Saturday July 7, 2012
Assessing the RM40bil Battersea project
A Question of Business by P.GUNASEGARAM
WHEN news emerged that a Malaysian consortium led by SP Setia and included partners Sime Darby and the Employees Provident Fund (EPF) was slated to take over the troubled Battersea project on the banks of the Thames in London, it sent a tremor of excitement through property circles.
But it did cause at the same time some ripples of concern among shareholders of the two companies and investors too. They want to know how the project will be financed, how it will be undertaken, and what the inherent risks of the project are given its immense size, its chequered history and the fact that it is in a foreign country where none of the JV partners have particular expertise in property.
It is a major project after all, with the purchase price for the 39-acre site alone from the receivers and managers set at just under RM2bil. The estimated project development cost over the next two years is estimated at just short of RM1bil, to give a total initial outlay of RM3bil.
If this is done on a 50-50 ratio between debt and equity, the amount of equity investment in the first two years could be RM1.5bil. SP Setia and Sime Darby, owning 40% each of the JV shareholders, will have to come up with RM600mil each while EPF as a 20% partner needs to come up with RM300mil.
The development will be over 15 years and will have a gross development value of close to RM40bil. If one assumes a profit margin of 20% on the gross development value, then the capital costs to put up the project will be RM32bil or more than RM2bil a year over the next 15 years.
That is a huge recurring investment to make and it will be a particular strain on SP Setia, which is a much smaller company than Sime Daby. Sime Darby would be better placed to make the investment because of its size while the EPF with nearly RM500bil in funds will have no problem at all funding its investments.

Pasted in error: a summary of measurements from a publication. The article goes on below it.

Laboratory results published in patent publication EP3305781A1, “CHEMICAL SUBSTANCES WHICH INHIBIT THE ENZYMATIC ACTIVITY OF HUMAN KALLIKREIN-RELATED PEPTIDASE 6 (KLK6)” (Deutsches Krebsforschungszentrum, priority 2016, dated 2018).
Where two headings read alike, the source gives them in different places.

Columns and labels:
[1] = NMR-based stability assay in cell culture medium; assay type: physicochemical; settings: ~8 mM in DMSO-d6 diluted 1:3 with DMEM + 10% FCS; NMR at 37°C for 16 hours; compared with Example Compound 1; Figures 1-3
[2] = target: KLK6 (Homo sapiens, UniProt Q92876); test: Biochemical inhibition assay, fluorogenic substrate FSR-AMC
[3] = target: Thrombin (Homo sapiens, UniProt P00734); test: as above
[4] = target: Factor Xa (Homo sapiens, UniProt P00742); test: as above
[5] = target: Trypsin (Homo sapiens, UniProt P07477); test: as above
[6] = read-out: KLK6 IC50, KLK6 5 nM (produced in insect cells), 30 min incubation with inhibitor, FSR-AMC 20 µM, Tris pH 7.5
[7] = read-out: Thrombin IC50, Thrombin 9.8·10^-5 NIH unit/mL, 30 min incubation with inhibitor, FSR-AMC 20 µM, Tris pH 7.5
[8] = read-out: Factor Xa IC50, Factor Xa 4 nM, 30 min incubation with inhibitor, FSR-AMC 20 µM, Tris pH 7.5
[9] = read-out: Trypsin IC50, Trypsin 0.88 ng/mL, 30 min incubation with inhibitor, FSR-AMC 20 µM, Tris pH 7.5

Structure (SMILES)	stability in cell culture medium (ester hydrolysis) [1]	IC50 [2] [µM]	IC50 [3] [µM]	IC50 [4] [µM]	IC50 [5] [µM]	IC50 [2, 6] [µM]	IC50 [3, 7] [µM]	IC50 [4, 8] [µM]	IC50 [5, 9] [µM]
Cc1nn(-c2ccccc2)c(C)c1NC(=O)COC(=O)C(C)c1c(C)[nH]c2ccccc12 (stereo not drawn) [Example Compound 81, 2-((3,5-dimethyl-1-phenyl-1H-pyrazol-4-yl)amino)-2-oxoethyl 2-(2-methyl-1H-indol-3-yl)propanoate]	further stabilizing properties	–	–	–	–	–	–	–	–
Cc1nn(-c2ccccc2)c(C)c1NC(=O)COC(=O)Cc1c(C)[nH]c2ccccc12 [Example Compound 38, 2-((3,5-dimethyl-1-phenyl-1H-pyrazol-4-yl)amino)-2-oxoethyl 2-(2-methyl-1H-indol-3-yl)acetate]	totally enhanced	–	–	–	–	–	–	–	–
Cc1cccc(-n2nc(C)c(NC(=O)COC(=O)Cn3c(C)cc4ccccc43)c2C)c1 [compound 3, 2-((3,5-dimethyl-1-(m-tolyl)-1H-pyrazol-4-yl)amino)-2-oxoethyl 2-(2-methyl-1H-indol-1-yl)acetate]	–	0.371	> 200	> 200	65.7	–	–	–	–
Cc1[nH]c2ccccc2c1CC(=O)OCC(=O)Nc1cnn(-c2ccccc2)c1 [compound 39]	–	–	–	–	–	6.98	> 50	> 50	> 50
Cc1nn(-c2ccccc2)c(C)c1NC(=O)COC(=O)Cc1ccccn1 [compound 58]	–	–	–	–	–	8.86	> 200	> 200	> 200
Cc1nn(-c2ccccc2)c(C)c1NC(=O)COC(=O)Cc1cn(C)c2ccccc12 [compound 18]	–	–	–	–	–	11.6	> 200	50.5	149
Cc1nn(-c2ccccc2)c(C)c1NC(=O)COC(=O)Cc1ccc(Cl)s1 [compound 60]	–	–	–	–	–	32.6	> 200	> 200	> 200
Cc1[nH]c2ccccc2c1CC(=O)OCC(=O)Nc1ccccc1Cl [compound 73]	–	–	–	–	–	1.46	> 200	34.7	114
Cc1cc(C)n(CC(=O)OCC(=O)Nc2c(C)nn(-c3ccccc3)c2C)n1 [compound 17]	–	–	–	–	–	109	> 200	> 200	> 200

Also, moving into such a large overseas project that potentially dwarfs both SP Setia's and Sime Darby's other projects raises the question of whether resources will be stretched too thin and will be at the expense of the existing projects of the two companies both in Malaysia and overseas.
Further concerns about the project is that of the Battersea site, the site of a defunct power station that has become one of the landmarks on the Thames south bank, which has passed through several hands. It ended up in the hands of receivers after the banks called in the loans of the previous investor.
To be fair, that does not necessarily mean that the project is inherently bad but was hampered instead by a lack of funding right now. Indeed, the JV envisages that the current plans will be adhered too, which means building and planning time will not be lengthened more than necessary.
The joint announcement by SP Setia and Sime Darby describe the site as “undoubtedly one of London's most important and central urban regeneration sites”. That may be the case but to make it successful and profitable is another matter altogether.
This is a big, visible acquisition and a trophy project for the consortium. It needs serious work to make the trophy shine, look good and be worth the price paid.
SP Setia and Sime Darby have a good name and reputation. But still one must expect that the deal will be scrutinised and watched very closely, not just by Malaysians but by Londoners and the property world.
They will be looking to see what kind of value the Malaysian consortium can add to the project, how quickly they can obtain all approvals, how well they can execute the construction and building plans and how well they can market the properties.
That in the end will determine how successful they will be. Part of the success plan is to do the right things and show that the right things are being done at every turn and phase to inspire confidence in the project from property investors and thereby inspire confidence in their own shareholders, members and other investors.
That's not an easy task and given the scale of the project, one could even call it gargantuan but not impossible.
>Independent consultant and writer P Gunasegaram (firstname.lastname@example.org) says that biting off more than you can chew is a choking hazard.